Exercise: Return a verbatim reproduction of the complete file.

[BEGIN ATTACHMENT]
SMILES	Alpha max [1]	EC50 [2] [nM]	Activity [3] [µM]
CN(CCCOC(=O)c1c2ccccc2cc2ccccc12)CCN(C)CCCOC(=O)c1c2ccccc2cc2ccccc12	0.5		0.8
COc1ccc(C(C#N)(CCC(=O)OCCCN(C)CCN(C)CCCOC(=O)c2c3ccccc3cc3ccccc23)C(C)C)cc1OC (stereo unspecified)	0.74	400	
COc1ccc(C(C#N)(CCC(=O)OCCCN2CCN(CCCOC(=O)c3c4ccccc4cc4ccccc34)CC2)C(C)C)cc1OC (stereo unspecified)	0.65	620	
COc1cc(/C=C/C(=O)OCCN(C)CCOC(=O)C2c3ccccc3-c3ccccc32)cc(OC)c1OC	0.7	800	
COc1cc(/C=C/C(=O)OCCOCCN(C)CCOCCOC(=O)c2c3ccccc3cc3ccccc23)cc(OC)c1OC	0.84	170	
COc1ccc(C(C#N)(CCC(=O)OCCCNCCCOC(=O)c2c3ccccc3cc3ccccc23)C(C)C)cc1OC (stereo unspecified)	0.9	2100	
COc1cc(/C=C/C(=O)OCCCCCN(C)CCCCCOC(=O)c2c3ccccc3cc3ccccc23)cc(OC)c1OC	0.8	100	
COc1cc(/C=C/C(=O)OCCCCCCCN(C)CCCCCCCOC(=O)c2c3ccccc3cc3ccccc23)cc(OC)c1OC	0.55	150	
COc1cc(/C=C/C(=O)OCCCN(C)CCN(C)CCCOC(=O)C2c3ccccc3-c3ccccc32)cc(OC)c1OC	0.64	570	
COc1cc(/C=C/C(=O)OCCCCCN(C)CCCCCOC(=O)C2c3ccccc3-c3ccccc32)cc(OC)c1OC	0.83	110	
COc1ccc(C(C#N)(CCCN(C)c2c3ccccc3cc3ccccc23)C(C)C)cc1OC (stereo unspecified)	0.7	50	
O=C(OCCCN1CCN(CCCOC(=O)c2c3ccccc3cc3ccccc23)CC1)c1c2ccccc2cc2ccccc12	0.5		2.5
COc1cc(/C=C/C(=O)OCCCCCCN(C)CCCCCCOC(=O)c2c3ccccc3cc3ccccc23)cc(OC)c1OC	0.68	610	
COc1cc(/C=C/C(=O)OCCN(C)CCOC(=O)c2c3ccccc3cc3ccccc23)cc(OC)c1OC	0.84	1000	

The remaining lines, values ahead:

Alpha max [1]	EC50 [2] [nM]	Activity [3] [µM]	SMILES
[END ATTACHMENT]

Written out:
SMILES	Alpha max [1]	EC50 [2] [nM]	Activity [3] [µM]
CN(CCCOC(=O)c1c2ccccc2cc2ccccc12)CCN(C)CCCOC(=O)c1c2ccccc2cc2ccccc12	0.5		0.8
COc1ccc(C(C#N)(CCC(=O)OCCCN(C)CCN(C)CCCOC(=O)c2c3ccccc3cc3ccccc23)C(C)C)cc1OC (stereo unspecified)	0.74	400	
COc1ccc(C(C#N)(CCC(=O)OCCCN2CCN(CCCOC(=O)c3c4ccccc4cc4ccccc34)CC2)C(C)C)cc1OC (stereo unspecified)	0.65	620	
COc1cc(/C=C/C(=O)OCCN(C)CCOC(=O)C2c3ccccc3-c3ccccc32)cc(OC)c1OC	0.7	800	
COc1cc(/C=C/C(=O)OCCOCCN(C)CCOCCOC(=O)c2c3ccccc3cc3ccccc23)cc(OC)c1OC	0.84	170	
COc1ccc(C(C#N)(CCC(=O)OCCCNCCCOC(=O)c2c3ccccc3cc3ccccc23)C(C)C)cc1OC (stereo unspecified)	0.9	2100	
COc1cc(/C=C/C(=O)OCCCCCN(C)CCCCCOC(=O)c2c3ccccc3cc3ccccc23)cc(OC)c1OC	0.8	100	
COc1cc(/C=C/C(=O)OCCCCCCCN(C)CCCCCCCOC(=O)c2c3ccccc3cc3ccccc23)cc(OC)c1OC	0.55	150	
COc1cc(/C=C/C(=O)OCCCN(C)CCN(C)CCCOC(=O)C2c3ccccc3-c3ccccc32)cc(OC)c1OC	0.64	570	
COc1cc(/C=C/C(=O)OCCCCCN(C)CCCCCOC(=O)C2c3ccccc3-c3ccccc32)cc(OC)c1OC	0.83	110	
COc1ccc(C(C#N)(CCCN(C)c2c3ccccc3cc3ccccc23)C(C)C)cc1OC (stereo unspecified)	0.7	50	
O=C(OCCCN1CCN(CCCOC(=O)c2c3ccccc3cc3ccccc23)CC1)c1c2ccccc2cc2ccccc12	0.5		2.5
COc1cc(/C=C/C(=O)OCCCCCCN(C)CCCCCCOC(=O)c2c3ccccc3cc3ccccc23)cc(OC)c1OC	0.68	610	
COc1cc(/C=C/C(=O)OCCN(C)CCOC(=O)c2c3ccccc3cc3ccccc23)cc(OC)c1OC	0.84	1000	

The remaining lines, values ahead:

Alpha max [1]	EC50 [2] [nM]	Activity [3] [µM]	SMILES